The bazaar was a dizzying ramble through sweet and savory Georgian flavors. We tasted honey, cured meats, spices, cheeses, and pickles. We met chicken salesmen and butchers, and vendors of herbs, meaty tomatoes, and dried pomegranates. The sampling we did here paved our way to later stops for dumplings, wine, and a meal that featured many of the products from the market. Here are just a few of the many stops we made in Dezerter Bazaar.
After a meander through the Dry Bridge flea market, it was time for a visit to one of Tbilisi’s top khinkali houses for Georgian soup dumplings. Onions, cilantro, and spices figured in all four variations we sampled: filled with lamb, a beef and pork mince, mushrooms and potatoes. My favorites were the meat-filled ones, “brothy” and properly sloppy to eat. I loved the manti I had learned to make in Istanbul, but these soupy marvels took that experience up a notch!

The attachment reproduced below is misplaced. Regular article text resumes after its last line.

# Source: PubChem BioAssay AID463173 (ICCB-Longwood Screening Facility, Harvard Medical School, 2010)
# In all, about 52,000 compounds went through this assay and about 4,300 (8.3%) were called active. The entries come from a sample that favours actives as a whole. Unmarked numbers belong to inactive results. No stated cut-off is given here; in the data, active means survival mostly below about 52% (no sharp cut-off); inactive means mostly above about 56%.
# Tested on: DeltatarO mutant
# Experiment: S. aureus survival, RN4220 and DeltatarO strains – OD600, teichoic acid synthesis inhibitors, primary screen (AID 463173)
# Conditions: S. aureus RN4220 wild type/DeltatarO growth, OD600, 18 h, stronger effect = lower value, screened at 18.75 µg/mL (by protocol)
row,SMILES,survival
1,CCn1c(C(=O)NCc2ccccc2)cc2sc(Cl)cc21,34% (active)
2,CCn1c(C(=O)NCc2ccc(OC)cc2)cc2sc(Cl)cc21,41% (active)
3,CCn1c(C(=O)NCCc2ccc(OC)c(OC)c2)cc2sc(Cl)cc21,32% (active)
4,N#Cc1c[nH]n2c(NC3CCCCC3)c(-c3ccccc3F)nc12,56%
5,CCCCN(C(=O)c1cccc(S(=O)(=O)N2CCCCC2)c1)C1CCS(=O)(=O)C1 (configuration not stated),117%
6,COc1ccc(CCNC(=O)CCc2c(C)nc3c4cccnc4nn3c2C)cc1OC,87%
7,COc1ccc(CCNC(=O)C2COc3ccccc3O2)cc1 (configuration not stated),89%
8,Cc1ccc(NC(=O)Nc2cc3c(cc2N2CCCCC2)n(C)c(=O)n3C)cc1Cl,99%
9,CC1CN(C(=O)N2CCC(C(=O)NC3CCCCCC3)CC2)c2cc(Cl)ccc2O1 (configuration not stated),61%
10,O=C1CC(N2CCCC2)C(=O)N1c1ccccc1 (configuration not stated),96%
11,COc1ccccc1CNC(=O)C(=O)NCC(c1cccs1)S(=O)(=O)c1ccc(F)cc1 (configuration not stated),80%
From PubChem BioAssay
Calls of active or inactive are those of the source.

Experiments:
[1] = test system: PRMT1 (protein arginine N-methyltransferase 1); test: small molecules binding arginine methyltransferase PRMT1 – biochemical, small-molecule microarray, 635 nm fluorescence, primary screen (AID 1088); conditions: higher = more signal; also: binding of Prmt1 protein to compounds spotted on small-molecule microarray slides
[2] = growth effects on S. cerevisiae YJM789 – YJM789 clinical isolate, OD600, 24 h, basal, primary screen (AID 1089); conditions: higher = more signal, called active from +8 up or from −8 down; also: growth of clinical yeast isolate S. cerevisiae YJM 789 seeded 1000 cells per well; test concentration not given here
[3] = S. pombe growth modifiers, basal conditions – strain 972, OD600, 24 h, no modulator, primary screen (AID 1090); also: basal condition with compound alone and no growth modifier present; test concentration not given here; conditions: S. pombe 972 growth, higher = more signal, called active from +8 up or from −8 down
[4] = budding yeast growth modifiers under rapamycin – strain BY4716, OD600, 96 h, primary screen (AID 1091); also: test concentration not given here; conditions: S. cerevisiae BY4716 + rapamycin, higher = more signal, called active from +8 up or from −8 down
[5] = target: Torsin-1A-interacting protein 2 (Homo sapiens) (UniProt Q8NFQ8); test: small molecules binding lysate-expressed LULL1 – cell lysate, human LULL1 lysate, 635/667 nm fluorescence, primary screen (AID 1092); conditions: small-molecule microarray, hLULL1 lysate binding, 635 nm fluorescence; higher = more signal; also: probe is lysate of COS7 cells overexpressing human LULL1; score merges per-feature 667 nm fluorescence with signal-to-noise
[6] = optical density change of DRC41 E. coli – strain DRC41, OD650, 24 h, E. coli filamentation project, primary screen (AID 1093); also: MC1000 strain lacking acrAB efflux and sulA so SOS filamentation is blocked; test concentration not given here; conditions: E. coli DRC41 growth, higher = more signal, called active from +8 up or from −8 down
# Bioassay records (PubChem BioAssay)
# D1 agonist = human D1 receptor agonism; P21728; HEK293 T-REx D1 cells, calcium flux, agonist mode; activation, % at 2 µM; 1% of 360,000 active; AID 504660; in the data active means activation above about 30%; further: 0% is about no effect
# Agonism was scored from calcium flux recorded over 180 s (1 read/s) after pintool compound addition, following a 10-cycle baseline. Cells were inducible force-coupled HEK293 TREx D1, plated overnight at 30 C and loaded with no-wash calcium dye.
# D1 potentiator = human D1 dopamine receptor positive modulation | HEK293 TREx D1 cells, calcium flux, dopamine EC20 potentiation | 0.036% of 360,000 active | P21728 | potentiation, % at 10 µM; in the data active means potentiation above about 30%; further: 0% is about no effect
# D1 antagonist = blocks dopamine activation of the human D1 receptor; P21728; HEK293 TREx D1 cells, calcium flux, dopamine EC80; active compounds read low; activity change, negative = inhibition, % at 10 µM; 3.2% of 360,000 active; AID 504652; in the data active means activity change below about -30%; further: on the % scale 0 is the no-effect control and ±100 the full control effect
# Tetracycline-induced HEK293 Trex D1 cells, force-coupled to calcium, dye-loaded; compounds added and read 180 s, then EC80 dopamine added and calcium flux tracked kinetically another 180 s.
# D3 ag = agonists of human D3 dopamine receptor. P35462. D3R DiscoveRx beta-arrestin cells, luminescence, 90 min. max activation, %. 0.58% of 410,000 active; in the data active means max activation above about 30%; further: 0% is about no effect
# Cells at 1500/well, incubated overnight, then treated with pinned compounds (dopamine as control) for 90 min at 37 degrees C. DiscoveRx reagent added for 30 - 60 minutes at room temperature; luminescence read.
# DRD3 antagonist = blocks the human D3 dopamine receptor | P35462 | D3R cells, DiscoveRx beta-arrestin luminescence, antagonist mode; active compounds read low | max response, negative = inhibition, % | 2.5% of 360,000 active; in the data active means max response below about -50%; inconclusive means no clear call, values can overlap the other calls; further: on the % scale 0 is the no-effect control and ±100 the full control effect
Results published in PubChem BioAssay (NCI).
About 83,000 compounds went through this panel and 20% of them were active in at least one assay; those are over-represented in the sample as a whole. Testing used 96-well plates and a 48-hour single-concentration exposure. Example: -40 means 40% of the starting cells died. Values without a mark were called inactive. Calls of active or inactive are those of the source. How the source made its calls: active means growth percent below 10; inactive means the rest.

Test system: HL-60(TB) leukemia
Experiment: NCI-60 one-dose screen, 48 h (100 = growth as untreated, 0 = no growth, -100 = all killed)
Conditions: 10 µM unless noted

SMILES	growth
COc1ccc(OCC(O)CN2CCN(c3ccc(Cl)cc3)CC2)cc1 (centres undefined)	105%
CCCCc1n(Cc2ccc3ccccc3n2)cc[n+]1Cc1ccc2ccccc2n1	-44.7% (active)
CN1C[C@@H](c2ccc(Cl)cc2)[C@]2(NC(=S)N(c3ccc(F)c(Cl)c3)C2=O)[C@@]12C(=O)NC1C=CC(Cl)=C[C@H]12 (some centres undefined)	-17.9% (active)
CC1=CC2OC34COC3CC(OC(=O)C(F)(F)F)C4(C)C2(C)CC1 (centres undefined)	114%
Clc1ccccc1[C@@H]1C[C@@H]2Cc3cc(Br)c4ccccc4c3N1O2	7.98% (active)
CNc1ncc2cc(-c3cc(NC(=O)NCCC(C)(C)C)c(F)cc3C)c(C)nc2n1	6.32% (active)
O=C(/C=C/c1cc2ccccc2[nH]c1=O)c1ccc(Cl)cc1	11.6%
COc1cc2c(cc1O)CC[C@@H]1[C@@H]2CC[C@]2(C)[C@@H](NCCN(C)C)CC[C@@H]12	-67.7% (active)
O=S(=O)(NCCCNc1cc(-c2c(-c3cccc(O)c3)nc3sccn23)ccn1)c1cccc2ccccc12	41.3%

Paul showed us how to eat khinkali with our hands, using the knob of dough at the top as a handle. It is said that the best ones are folded with 20 pleats. I did not count the pleats, but the ones we had on our food tour were the best I had in Georgia! We downed our dumplings with two uniquely Georgian beverages: tarragon soda pop and Borjomi, the country’s healing waters from artesian springs.
Time for Georgian wine!
Georgia’s winemaking history stretches back more than 8,000 years, and wine continues to have a central place in Georgian identity and culinary traditions.
Georgians make many types of wine, but it is the amber-colored wines that have gained prominence in recent years, and the ones I was most eager to taste. These skin-contact wines are often made in qvevri, an egg-shaped clay vessel that dates from the beginning of Georgia’s winemaking tradition.